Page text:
Bridging the Tech Gap: Students at Elementary School in Fairfax County Get Free Laptops | NBC4 Washington

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Bridging the Tech Gap: Students at Elementary School in Fairfax County Get Free Laptops

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    Fourth through sixth graders at Bucknell Elementary School participated in a program working to close the digital divide by providing free laptops to students. (Published Friday, Oct. 23, 2015)

    Students at a Fairfax County elementary school are getting a big step up in technology.

    On Friday, fourth through sixth graders at Bucknell Elementary School showed some wide smiles as they received their own laptops -- for free.

    The laptops were distributed as the result of a partnership intended to bridge the digital divide at a school where more than 70 percent are eligible for free or reduced-price lunches.

    The high-tech gift should be a big help. Some students at the school, located in the Alexandria section of Fairfax County, said they didn't have computers at home.

    "If I'm having trouble doing my homework, I'm going to go to this website and see if it can help me," said student Erik Hernandez.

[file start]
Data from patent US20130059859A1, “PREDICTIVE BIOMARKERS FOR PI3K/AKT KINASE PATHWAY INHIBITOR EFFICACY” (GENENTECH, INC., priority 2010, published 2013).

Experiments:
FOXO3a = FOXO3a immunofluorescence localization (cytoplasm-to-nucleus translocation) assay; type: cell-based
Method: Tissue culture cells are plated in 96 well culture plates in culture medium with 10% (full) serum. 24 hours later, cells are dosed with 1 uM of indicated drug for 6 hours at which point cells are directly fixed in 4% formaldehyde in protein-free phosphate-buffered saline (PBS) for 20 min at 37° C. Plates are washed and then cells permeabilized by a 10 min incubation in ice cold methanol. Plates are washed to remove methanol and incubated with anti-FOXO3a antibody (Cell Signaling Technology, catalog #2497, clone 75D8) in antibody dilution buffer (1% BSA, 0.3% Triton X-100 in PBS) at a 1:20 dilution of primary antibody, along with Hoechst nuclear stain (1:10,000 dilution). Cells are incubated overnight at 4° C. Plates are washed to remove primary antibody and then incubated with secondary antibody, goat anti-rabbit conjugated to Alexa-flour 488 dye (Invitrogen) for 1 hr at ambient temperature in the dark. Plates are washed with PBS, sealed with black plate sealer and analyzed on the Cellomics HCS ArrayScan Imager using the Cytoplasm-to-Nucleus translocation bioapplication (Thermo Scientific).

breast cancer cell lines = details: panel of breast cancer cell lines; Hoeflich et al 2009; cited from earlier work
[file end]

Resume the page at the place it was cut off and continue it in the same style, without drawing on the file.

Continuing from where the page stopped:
Student Iris Ramirez said, "I'm really excited. We can research and do a lot of stuff on our computers."

    The laptops were donated after a local citizen became concerned about the technology gap many low-income kids are facing. That donor contributed half the money needed and sought a match, which came from Christian Relief Services.

    The students are also eligible for free Internet access at home from Cox Communications.

    Virginia Del. Scott Surovell said children in the county are given electronic textbooks, but no way to use them if their families don't have the resources.

    "I didn't think it was really fair, that the system would require children to use electronic textbooks that they couldn't access at home unless they could afford to own a computer," Surovell said.

    Principal Tim Slayter said computers are critical to success at school and beyond.

    "I think we've just improved their chances of getting great jobs, getting into college, [getting] high-skilled work when they get out of high school or college, so that's what we do," Slayter said.

    The students won't be able to keep the laptops for good. They'll have to turn them in when the school year ends, but they'll get them back when school begins again in the fall.